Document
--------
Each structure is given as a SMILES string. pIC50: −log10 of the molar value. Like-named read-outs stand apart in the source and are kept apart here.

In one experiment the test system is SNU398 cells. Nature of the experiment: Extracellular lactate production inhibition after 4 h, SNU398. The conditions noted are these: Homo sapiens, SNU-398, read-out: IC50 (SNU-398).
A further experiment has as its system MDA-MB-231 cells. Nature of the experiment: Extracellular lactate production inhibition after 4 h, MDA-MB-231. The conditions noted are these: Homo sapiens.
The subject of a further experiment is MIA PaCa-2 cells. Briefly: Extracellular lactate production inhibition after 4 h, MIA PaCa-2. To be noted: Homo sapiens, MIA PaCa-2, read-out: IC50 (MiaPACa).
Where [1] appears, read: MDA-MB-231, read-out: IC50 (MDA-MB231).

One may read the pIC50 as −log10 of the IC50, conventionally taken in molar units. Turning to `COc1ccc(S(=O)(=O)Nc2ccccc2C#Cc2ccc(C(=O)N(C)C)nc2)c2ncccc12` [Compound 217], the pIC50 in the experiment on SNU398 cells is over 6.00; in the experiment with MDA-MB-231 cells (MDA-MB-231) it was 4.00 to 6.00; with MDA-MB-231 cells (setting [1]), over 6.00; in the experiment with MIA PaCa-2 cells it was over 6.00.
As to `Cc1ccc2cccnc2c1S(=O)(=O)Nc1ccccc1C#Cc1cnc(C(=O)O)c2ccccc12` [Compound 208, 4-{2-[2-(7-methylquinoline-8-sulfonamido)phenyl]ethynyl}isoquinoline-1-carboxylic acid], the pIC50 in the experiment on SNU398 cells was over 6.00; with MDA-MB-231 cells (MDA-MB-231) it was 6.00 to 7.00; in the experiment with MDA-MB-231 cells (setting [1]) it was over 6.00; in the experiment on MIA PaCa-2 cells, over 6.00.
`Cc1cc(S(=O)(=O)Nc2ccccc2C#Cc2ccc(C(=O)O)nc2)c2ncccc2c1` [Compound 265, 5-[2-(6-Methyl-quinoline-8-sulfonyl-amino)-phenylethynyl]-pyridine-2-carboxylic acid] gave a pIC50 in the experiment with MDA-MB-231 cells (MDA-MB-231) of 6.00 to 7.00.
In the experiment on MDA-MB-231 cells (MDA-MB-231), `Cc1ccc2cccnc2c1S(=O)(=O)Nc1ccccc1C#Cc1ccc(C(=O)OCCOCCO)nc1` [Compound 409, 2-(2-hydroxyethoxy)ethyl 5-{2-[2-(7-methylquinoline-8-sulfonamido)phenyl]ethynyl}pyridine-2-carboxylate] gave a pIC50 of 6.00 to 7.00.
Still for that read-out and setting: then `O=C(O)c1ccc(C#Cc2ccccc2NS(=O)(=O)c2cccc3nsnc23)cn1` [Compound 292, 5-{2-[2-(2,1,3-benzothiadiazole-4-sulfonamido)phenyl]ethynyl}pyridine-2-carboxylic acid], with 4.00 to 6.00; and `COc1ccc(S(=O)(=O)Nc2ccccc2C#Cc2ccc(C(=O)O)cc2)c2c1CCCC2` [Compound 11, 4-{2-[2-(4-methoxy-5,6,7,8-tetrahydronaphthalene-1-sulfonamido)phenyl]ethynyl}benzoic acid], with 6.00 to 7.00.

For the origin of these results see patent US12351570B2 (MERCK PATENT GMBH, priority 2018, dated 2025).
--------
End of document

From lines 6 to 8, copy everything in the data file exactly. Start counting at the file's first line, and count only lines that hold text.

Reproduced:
One may read the pIC50 as −log10 of the IC50, conventionally taken in molar units. Turning to `COc1ccc(S(=O)(=O)Nc2ccccc2C#Cc2ccc(C(=O)N(C)C)nc2)c2ncccc12` [Compound 217], the pIC50 in the experiment on SNU398 cells is over 6.00; in the experiment with MDA-MB-231 cells (MDA-MB-231) it was 4.00 to 6.00; with MDA-MB-231 cells (setting [1]), over 6.00; in the experiment with MIA PaCa-2 cells it was over 6.00.
As to `Cc1ccc2cccnc2c1S(=O)(=O)Nc1ccccc1C#Cc1cnc(C(=O)O)c2ccccc12` [Compound 208, 4-{2-[2-(7-methylquinoline-8-sulfonamido)phenyl]ethynyl}isoquinoline-1-carboxylic acid], the pIC50 in the experiment on SNU398 cells was over 6.00; with MDA-MB-231 cells (MDA-MB-231) it was 6.00 to 7.00; in the experiment with MDA-MB-231 cells (setting [1]) it was over 6.00; in the experiment on MIA PaCa-2 cells, over 6.00.
`Cc1cc(S(=O)(=O)Nc2ccccc2C#Cc2ccc(C(=O)O)nc2)c2ncccc2c1` [Compound 265, 5-[2-(6-Methyl-quinoline-8-sulfonyl-amino)-phenylethynyl]-pyridine-2-carboxylic acid] gave a pIC50 in the experiment with MDA-MB-231 cells (MDA-MB-231) of 6.00 to 7.00.